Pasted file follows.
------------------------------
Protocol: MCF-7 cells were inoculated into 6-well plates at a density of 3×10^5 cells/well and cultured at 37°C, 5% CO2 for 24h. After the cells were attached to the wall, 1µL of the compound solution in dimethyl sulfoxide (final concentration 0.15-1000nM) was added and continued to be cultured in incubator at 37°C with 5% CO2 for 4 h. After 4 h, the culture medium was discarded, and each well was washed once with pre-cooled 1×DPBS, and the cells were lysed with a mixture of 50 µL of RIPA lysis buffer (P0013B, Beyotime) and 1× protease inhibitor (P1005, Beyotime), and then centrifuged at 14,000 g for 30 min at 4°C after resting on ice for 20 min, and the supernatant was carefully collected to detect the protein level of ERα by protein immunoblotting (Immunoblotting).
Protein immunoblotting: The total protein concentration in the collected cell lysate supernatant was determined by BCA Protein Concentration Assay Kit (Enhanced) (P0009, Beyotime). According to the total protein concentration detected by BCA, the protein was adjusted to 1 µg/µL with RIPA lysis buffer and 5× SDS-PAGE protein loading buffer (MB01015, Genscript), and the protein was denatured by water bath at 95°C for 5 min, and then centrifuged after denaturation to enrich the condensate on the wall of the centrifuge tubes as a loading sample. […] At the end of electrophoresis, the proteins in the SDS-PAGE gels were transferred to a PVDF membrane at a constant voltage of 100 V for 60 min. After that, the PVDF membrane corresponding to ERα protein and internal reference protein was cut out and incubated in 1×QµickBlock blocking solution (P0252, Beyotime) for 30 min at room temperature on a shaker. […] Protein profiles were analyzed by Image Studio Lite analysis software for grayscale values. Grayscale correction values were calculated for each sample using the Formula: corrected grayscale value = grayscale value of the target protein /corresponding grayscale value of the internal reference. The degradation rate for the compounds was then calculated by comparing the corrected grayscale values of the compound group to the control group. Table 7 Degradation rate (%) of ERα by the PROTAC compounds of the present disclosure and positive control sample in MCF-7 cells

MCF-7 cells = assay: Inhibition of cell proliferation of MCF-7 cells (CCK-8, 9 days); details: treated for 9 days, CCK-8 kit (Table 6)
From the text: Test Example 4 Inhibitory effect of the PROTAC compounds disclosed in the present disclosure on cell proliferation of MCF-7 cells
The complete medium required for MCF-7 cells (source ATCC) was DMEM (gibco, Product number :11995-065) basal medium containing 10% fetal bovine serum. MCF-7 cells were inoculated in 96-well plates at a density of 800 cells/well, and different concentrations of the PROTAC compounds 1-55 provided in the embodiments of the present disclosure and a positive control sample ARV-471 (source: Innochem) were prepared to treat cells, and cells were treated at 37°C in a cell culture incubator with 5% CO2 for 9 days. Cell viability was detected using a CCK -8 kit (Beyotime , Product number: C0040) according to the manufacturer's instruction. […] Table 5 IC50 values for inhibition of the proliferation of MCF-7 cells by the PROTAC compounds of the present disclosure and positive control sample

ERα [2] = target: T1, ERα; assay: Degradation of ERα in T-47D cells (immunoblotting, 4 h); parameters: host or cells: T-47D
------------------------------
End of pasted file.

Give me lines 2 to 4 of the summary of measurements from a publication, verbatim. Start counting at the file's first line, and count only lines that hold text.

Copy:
Protein immunoblotting: The total protein concentration in the collected cell lysate supernatant was determined by BCA Protein Concentration Assay Kit (Enhanced) (P0009, Beyotime). According to the total protein concentration detected by BCA, the protein was adjusted to 1 µg/µL with RIPA lysis buffer and 5× SDS-PAGE protein loading buffer (MB01015, Genscript), and the protein was denatured by water bath at 95°C for 5 min, and then centrifuged after denaturation to enrich the condensate on the wall of the centrifuge tubes as a loading sample. […] At the end of electrophoresis, the proteins in the SDS-PAGE gels were transferred to a PVDF membrane at a constant voltage of 100 V for 60 min. After that, the PVDF membrane corresponding to ERα protein and internal reference protein was cut out and incubated in 1×QµickBlock blocking solution (P0252, Beyotime) for 30 min at room temperature on a shaker. […] Protein profiles were analyzed by Image Studio Lite analysis software for grayscale values. Grayscale correction values were calculated for each sample using the Formula: corrected grayscale value = grayscale value of the target protein /corresponding grayscale value of the internal reference. The degradation rate for the compounds was then calculated by comparing the corrected grayscale values of the compound group to the control group. Table 7 Degradation rate (%) of ERα by the PROTAC compounds of the present disclosure and positive control sample in MCF-7 cells

MCF-7 cells = assay: Inhibition of cell proliferation of MCF-7 cells (CCK-8, 9 days); details: treated for 9 days, CCK-8 kit (Table 6)
From the text: Test Example 4 Inhibitory effect of the PROTAC compounds disclosed in the present disclosure on cell proliferation of MCF-7 cells